We’re conditioned to think that our lives revolve around great moments.
But great moments often catch us unaware –
beautifully wrapped in what others may consider a small one.
Kent Nerburn, Make me an Instrument of your Peace: Living the Prayer of Saint Francis
We like to think – going into work this day – that we might get the opportunity to do something profound and meaningful that will change lives and impact upon policy. Or that we will change people in ways that will bring them closer to our point of view and values. And maybe we will. However, in the meanwhile, we will get lots of ordinary opportunities – to be kind or to listen – small things which we can overlook, but if we do with love, can have a real impact upon persons.
[Thomas Merton] once met a Zen novice who had just finished his first year in the monastery. Merton asked the novice what he had learned during the course of the novitiate, half expecting to hear about encounters with enlightenment, discoveries of the spirit, perhaps even altered states of consciousness. But the novice replied that during his first year in the contemplative life he had simply learned to open and close doors.
“Learned to open and close doors” Merton loved the answer and often retold the story, for it exemplified for him “play” at its very best – doing the ordinary while being absorbed in it intensely and utterly.
Haase, A., Living the Lord’s Prayer: The Way of the Disciple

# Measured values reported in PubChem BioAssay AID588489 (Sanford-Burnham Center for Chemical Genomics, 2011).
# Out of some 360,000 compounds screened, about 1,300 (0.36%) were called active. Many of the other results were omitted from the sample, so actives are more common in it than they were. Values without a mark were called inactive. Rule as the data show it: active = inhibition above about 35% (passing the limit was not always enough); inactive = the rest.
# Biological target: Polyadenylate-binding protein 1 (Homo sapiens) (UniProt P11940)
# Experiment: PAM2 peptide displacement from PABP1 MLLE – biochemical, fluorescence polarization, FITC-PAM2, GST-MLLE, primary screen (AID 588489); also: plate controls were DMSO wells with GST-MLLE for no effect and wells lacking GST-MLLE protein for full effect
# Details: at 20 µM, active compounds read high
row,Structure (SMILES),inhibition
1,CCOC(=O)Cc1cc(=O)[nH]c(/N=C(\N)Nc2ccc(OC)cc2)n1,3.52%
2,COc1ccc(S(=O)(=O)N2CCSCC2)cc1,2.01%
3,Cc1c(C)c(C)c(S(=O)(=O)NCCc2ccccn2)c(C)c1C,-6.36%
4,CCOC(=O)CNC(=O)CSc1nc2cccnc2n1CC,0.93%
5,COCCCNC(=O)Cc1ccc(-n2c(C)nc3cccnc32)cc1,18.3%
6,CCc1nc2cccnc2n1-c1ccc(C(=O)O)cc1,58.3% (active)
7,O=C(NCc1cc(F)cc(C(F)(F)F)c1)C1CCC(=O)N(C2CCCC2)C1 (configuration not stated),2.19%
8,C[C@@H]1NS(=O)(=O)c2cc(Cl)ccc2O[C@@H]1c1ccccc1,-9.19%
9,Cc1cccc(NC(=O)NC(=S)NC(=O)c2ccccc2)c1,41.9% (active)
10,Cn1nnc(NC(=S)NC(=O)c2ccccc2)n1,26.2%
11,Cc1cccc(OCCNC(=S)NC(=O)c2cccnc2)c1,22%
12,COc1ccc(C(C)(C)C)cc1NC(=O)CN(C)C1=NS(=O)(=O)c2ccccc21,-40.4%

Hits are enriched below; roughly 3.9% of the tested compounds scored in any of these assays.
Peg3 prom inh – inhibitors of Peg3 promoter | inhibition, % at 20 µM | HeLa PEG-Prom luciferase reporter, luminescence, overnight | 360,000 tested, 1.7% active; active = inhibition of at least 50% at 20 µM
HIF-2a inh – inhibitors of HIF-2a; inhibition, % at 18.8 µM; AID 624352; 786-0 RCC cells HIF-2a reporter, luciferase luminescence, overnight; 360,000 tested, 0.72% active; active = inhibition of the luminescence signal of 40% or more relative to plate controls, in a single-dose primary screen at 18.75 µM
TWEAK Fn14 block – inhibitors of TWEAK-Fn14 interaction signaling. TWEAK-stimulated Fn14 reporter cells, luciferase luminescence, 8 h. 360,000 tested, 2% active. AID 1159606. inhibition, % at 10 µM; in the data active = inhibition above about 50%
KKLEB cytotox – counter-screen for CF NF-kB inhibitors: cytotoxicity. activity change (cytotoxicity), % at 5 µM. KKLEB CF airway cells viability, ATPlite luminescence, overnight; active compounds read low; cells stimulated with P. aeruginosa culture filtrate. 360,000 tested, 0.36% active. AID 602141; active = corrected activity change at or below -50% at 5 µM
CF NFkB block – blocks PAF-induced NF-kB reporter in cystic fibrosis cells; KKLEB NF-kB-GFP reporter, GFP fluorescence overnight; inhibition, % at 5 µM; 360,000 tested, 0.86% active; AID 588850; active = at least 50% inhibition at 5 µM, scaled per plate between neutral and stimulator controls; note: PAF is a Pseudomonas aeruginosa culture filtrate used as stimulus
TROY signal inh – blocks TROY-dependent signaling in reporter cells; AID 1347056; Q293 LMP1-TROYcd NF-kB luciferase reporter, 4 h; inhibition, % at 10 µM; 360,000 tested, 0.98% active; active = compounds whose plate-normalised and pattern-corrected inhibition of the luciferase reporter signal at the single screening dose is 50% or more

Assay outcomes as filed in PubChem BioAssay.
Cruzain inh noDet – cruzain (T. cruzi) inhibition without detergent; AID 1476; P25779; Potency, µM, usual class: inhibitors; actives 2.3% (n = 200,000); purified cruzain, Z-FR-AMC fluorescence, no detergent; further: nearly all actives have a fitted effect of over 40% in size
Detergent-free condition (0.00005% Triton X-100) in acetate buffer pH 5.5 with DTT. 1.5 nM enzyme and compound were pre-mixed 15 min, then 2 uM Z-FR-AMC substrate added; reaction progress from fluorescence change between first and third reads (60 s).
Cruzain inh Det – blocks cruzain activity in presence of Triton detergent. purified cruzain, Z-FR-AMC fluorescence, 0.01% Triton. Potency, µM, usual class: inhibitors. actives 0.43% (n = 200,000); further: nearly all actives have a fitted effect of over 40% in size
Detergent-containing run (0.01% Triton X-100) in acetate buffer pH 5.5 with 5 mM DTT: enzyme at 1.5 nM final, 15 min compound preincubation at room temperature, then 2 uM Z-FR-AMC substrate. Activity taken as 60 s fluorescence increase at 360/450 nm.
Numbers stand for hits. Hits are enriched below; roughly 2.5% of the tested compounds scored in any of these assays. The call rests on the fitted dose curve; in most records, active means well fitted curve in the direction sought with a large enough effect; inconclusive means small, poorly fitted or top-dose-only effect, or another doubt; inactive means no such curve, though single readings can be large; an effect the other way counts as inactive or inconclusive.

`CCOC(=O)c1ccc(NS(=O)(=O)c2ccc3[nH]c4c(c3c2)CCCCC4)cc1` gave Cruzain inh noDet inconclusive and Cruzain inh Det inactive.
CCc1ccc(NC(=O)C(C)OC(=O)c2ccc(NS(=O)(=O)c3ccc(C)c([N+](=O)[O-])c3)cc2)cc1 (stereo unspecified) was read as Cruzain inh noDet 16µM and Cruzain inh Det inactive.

In the past days, how many times have we run this way and that, expending energy in places that don’t really align with the deepest sense of where we are going?
Lighthouses don’t go running all over an island looking for boats to save;
they just stand there shining
If you break your neck, if you have nothing to eat, if your house is on fire, then you have a problem.
Everything else is an inconvenience.
Life is an inconvenience.
Learn to separate the inconveniences from the real problems.
You will live longer.
Robert Fulghum, American author and Unitarian Minister,
Uh-Oh: Some Observations from Both Sides of the Refrigerator Door
One of the biggest challenges in life is how we deal with disappointment:
Ever tried. Ever failed. No matter. Try Again. Fail again. Fail better.
Samuel Beckett, Worstword Ho, 1983
So what I’m saying is: fail. Then fail again, and then maybe you start to work with some of the things I’m saying. And when it happens again, when things don’t work out, you fail better. In other words, you are able to work with the feeling of failure instead of shoving it under the rug, blaming it on somebody else, coming up with a negative self-image — all of those futile strategies.
“Fail better” means you begin to have the ability to hold what I call “the rawness of vulnerability” in your heart, and see it as your connection with other human beings and as a part of your humanness. Failing better means when these things happen in your life, they become a source of growth, a source of forward, a source of, “out of that place of rawness you can really communicate genuinely with other people.” Your best qualities come out of that place because it’s unguarded and you’re not shielding yourself.
photo jorg hempel
What will it be for you today?
It could be a meeting, a walk in nature, even just a cup of coffee…
To pay attention and be fully present is the key
Every day has something in
it whose name is forever.
Mary Oliver, Everything That Was Broken